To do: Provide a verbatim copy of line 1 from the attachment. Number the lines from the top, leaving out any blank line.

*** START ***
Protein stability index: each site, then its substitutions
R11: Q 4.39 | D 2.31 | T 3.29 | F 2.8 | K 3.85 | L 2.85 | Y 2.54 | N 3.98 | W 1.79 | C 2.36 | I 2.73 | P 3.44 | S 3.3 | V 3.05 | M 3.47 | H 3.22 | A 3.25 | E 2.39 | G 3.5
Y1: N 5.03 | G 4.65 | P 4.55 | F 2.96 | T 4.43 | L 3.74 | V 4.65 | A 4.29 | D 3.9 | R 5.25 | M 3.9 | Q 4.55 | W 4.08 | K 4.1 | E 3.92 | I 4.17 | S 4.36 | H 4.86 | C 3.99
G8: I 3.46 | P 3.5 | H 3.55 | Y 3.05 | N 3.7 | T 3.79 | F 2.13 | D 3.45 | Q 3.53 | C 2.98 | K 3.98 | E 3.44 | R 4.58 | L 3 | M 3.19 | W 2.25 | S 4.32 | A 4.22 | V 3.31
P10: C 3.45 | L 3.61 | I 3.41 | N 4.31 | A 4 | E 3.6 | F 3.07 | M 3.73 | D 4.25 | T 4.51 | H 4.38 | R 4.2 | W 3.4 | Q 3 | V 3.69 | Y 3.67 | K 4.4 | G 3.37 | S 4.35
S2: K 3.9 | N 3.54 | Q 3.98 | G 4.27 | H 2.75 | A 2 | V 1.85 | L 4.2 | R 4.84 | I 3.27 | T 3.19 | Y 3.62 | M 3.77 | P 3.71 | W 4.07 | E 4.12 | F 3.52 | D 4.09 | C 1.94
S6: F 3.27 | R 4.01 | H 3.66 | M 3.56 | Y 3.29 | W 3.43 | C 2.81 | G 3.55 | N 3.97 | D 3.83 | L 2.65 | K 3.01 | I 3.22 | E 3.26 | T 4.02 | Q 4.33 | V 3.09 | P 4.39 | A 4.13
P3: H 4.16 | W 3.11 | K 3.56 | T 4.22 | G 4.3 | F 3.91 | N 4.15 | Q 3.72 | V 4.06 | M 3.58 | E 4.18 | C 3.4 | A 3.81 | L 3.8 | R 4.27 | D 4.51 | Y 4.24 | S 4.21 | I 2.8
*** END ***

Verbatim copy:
Protein stability index: each site, then its substitutions